I think the trick is to write something that is modern enough that it flows with your audience, but not so modern that it screams, well, "Modern!"
If you use medieval jargon, it's like a old man trying to read 1337 speak (or me trying to write 1337). It's almost an entirely different language, and even if you know how to use it properly, your audience won't understand it. If you use terms like "thee" and "thou," you end up sounding pretentious and distracting. In fiction (with the possible exception of literary fiction), don't use prose that distracts your audience from the story.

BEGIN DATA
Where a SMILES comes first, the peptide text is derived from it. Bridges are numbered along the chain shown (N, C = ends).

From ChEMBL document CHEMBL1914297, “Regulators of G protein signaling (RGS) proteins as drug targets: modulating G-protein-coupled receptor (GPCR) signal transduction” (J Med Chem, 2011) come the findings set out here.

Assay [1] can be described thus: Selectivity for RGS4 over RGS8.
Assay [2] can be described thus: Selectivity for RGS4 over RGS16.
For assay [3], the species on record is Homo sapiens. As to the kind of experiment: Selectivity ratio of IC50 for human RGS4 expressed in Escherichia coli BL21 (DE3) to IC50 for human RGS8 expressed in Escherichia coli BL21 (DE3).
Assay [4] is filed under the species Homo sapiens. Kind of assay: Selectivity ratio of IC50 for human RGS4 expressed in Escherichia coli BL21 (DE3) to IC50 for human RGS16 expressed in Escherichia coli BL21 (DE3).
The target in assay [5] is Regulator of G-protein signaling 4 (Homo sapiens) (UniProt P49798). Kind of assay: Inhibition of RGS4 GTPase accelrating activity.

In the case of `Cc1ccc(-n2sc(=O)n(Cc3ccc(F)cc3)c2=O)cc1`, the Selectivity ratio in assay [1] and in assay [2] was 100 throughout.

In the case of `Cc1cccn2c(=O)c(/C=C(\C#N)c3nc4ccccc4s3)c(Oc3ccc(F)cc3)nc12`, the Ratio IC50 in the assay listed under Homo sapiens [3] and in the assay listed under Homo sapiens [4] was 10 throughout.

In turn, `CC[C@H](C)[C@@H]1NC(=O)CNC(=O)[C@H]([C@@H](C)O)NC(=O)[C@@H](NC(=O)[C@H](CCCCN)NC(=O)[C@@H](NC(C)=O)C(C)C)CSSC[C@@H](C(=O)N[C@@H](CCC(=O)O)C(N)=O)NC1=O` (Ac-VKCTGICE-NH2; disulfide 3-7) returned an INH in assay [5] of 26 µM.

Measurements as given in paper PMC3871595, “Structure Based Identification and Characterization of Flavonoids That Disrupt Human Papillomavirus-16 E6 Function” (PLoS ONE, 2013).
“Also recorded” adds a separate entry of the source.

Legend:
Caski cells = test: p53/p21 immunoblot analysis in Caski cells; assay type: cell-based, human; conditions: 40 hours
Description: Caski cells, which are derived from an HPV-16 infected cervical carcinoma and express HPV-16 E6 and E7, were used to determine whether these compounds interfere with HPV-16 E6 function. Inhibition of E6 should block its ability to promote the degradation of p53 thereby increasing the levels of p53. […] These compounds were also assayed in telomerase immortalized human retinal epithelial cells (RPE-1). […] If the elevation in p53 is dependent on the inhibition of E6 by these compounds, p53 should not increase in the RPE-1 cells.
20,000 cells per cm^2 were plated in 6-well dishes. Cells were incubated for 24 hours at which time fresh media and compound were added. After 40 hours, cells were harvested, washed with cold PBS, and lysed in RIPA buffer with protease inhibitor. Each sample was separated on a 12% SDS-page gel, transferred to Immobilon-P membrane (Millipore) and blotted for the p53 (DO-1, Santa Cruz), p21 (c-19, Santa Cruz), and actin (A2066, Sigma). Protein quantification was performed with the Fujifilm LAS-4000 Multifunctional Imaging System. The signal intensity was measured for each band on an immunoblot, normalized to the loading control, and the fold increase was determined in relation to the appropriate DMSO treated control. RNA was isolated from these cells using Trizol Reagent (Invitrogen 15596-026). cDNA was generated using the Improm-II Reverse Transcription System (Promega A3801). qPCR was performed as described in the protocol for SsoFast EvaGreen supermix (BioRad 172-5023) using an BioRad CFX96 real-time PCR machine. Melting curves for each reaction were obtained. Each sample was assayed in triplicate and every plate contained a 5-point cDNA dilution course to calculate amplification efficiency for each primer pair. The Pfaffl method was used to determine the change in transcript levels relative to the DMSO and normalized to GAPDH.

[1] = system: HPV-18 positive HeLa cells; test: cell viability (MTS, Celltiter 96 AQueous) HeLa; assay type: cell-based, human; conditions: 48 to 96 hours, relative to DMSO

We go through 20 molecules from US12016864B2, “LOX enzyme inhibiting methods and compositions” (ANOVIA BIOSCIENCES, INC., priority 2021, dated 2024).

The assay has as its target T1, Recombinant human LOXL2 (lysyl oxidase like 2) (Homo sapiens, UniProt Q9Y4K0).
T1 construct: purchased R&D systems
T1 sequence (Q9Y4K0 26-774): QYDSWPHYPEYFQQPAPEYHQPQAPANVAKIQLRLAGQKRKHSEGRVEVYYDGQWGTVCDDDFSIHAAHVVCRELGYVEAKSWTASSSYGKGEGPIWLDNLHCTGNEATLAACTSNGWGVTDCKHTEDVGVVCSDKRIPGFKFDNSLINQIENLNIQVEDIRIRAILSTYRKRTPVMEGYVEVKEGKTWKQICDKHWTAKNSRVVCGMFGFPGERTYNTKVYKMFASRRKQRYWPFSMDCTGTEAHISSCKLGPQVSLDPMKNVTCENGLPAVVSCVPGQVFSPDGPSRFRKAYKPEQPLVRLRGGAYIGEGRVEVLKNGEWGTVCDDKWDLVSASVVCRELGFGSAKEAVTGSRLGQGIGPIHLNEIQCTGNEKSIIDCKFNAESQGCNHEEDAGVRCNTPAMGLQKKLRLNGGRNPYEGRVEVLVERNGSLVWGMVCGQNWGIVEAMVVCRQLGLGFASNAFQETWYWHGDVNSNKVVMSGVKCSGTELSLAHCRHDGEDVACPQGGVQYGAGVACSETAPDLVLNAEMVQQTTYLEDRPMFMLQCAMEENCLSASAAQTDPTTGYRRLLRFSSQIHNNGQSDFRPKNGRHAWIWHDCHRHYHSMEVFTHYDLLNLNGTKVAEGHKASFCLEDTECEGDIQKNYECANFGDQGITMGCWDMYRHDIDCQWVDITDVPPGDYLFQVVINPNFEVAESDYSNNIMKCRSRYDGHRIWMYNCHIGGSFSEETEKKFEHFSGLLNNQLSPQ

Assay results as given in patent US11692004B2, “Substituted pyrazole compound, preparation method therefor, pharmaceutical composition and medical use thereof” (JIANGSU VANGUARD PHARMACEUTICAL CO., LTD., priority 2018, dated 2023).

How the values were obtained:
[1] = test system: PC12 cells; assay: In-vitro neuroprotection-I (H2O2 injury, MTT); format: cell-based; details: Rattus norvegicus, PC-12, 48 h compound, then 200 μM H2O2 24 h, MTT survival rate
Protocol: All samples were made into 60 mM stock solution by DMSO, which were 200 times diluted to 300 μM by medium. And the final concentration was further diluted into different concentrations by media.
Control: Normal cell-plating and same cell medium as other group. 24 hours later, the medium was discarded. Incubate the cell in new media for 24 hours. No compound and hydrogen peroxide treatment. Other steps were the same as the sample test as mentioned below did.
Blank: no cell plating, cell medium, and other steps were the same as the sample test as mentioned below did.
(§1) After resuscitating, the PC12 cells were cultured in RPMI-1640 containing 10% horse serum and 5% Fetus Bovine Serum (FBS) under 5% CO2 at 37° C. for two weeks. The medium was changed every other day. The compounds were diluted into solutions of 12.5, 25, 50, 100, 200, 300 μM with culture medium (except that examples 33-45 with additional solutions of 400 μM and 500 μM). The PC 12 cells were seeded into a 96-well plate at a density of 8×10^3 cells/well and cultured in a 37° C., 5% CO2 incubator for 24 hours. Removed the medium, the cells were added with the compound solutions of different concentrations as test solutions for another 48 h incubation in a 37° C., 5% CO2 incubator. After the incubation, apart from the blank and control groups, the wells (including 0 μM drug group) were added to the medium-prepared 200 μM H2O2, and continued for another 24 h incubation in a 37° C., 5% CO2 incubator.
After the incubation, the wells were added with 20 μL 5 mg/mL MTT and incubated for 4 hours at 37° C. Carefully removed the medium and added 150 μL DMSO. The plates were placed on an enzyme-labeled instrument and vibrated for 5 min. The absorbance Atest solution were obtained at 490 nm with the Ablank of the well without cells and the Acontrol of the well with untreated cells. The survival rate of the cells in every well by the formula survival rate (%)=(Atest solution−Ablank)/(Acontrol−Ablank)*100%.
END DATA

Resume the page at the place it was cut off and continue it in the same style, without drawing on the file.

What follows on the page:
But what is just as distracting as theeing and thouing is using phrases that are, blatantly, modern. If a character says "It's sick!", they better be saying it's ill, not saying that it's good. And if they say "It's cool!" they better be referring to the low temperature, not the fact that it's popular.
Good luck with your story. The essence is to convey what you want to convey without annoying your audience.